Germany’s DSWV calls for changes as black market betting grows in 2023

Germany’s DSWV calls for changes as black market betting grows in 2023

 | By Richard Mulligan
Germany’s leading sports betting trade group has reiterated calls for changes to gambling rules as its members lost market share to illegal operators in 2023.

The German Sports Betting Association (DSWV) said its data for 2023 showed a 5.4% decrease in stakes compared to the previous year. A survey it recently commissioned showed that the black market accounts for around 50% of German online gambling activity.

DSWV said the drop in total staked to €7.7bn (€8.3bn/€6.6bn) was due to restrictions on marketing activities imposed by the State Treaty on Gambling, which came into force in 2021. Restrictions, such as a ban on live betting, mean unlicensed operators can offer a more attractive proposition to players.

With sports betting set to surge ahead of Germany staging this year’s UEFA European Championships, DSWV is concerned that restrictions on licensed operators will simply mean more players migrating to the black market. It is therefore calling for action from the from the Joint Gaming Authority of the States (GGL) to realign current regulatory policy. It also opposes calls for a gambling advertising ban.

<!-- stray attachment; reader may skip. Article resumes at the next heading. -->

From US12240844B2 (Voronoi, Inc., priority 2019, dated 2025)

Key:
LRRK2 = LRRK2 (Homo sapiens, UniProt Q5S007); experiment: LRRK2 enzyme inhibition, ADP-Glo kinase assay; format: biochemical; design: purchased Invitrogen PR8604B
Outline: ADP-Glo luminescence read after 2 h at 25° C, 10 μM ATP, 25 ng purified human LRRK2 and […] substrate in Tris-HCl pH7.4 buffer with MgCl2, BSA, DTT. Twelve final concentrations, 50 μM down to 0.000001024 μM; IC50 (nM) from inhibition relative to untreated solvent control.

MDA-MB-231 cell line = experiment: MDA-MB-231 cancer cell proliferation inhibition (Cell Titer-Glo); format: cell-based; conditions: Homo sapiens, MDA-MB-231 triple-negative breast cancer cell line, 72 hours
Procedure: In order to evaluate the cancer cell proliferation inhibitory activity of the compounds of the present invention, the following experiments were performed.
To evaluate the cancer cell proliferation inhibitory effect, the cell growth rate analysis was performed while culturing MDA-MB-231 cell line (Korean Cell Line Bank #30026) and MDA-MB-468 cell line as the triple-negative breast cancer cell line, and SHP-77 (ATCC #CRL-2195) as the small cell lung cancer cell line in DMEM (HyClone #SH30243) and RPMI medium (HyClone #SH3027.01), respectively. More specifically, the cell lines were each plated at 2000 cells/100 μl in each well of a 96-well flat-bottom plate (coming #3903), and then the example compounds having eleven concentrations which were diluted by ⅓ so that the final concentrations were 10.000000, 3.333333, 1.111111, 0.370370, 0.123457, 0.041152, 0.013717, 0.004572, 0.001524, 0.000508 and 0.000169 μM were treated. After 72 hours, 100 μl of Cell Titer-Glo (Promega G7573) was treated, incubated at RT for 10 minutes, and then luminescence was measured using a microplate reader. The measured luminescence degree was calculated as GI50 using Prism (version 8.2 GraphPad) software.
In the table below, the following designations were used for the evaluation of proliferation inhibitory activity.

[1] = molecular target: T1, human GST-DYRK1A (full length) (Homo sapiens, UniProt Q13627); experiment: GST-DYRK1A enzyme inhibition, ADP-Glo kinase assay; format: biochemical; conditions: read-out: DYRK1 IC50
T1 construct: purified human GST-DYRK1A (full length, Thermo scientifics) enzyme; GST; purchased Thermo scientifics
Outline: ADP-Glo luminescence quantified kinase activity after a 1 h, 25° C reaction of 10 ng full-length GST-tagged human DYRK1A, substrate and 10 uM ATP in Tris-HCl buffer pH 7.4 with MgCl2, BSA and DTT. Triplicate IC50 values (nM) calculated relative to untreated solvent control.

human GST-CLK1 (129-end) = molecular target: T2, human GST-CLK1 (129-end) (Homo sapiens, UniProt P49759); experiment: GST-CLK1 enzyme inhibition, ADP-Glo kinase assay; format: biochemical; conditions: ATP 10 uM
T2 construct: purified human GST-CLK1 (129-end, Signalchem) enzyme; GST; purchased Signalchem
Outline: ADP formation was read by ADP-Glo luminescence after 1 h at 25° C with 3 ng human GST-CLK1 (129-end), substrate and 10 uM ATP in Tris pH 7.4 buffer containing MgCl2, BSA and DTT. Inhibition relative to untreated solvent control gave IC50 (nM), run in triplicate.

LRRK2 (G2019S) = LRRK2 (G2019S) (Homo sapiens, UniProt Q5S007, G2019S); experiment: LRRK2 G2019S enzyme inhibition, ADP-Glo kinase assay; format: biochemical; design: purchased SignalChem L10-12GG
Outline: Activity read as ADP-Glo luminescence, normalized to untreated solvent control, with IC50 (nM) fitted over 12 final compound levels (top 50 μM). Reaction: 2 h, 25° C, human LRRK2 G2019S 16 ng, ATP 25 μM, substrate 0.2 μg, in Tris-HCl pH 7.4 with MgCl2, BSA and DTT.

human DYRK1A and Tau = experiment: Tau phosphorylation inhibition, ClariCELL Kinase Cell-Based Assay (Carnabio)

“An important reason for the decline is the migration of many players to illegal offers. For example, since the State Treaty on Gambling came into force in 2021, regulated providers have been unable to keep up with the extensive betting offers on the black market due to a limited betting programme,” the DSWV said in a statement.

“The association is therefore calling for attractive framework conditions for regulated providers so that they remain competitive.”

Advertising restrictions: a boost for the black market?

The State Treaty on Gambling bans live betting and also wagering on anything other than prescribed sports and horse racing. Bets on esports and non-sports events, such as financial betting or secondary lotteries, are not permitted. Pool betting is reserved for the state monopoly.

Regarding advertising, DSWV believes an all-out ban backed by some will prevent consumers from differentiating between licensed and illicit operators. Draconian rules already imposed include a blackout on online and TV advertising at certain times of the day. Restrictions on displaying sports clips in advertising are also in place.

“Advertising helps to give legal providers appeal so that they stand out from the illegal offers,” the group said. “Players are only protected at companies permitted by the GGL. In the debate about sports betting advertising, the DSWV therefore expressly positions itself against an advertising ban.”

Late last year, a DSWV-commissioned survey revealed “alarming developments” in the German online gambling market. Despite gambling law being designed to boost channelisation, the study found that just 50.7% of play was with licensed operators. The study showed that some 28.9% of play was with unlicensed EU providers and 19.9% with unlicensed offshore providers.

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